About the Author:
J.K. Rowling is the author of the bestselling Harry Potter series of seven books, published between 1997 and 2007, which have sold over 450 million copies worldwide, are distributed in more than 200 territories, have been translated into 73 languages, and have been turned into eight blockbuster films.
From Publishers Weekly:
As well as an Order of the British Empire for services to children's literature, J.K. Rowling is the recipient of numerous awards and honorary degrees, including the Prince of Asturias Award for Concord, France's Légion d'honneur, and the Hans Christian Andersen Award, and she has been a commencement speaker at Harvard University. She supports a wide range of causes and is the founder of Lumos, which works to transform the lives of disadvantaged children.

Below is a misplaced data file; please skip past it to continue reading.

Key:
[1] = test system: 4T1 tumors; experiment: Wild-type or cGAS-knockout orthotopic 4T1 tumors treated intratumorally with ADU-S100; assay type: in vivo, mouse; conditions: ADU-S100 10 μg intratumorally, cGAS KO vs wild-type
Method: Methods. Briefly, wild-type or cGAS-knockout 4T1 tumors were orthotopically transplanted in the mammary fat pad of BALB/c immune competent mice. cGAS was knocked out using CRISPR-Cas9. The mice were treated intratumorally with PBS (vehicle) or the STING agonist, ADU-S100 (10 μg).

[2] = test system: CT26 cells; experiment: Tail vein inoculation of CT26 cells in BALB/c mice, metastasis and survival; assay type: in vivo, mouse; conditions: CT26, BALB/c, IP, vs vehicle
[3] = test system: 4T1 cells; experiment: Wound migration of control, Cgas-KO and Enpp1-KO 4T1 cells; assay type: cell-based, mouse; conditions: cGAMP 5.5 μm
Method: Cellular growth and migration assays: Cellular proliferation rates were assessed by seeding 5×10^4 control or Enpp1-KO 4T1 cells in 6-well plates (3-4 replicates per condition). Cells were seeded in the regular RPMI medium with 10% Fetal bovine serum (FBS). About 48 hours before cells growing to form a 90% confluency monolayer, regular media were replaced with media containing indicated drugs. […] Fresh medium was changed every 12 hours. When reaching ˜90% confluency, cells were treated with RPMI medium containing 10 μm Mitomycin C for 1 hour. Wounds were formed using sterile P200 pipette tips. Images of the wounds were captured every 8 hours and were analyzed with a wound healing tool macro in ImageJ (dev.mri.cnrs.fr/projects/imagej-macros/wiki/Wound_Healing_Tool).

On the face of it, Rowling's first adult book is very different from the Harry Potter books that made her rich and famous. It's resolutely unmagical: the closest thing to wizardry is the ability to hack into the amateurish Pagford Parish Council Web site. Instead of a battle for worldwide domination, there's a fight over a suddenly empty seat on that Council, the vacancy of the title. Yet despite the lack of invisibility cloaks and pensieves, Pagford isn't so different from Harry's world. There's a massive divide between the haves and those pesky have-nots—the residents of the Fields, the council flat that some want to push off onto Yarvil, the county council nearby. In tiny Pagford, and at its school, which caters to have and have-nots alike, everyone is connected: teenager Krystal Weedon, the sole functioning member of her working-class family, hooks up with the middle-class son of her guidance counselor; the social worker watching over Krystal's troubled mother dates the law partner of the son of the dead Councilor's fiercest Council rival, who also happens to be the best friend of Councilor Barry Fairbrother; Krystal's great-grandmother's doctor was Fairbrother's closest ally; the daughters of the doctor and the social worker work together, along with the best friend of Krystal's hookup; and so on. When Fairbrother—born in Fields but now a middle-class Pagforder and one of the few people who can deal with the obstreperous Krystal—dies suddenly, the fight gets uglier. Rowling is relentlessly competent: all these people and their hatreds and hopes are established and mixed together. Secrets are revealed, relationships twist and break, and the book rolls toward its awful, logical climax with aplomb. As in the Harry Potter books, children make mistakes and join together with a common cause, accompanied here by adults, some malicious, some trying yet failing. Minus the magic, though, good and evil are depressingly human, and while the characters are all well drawn and believable, they aren't much fun. Agent: The Blair Partnership. (Sept. 27)
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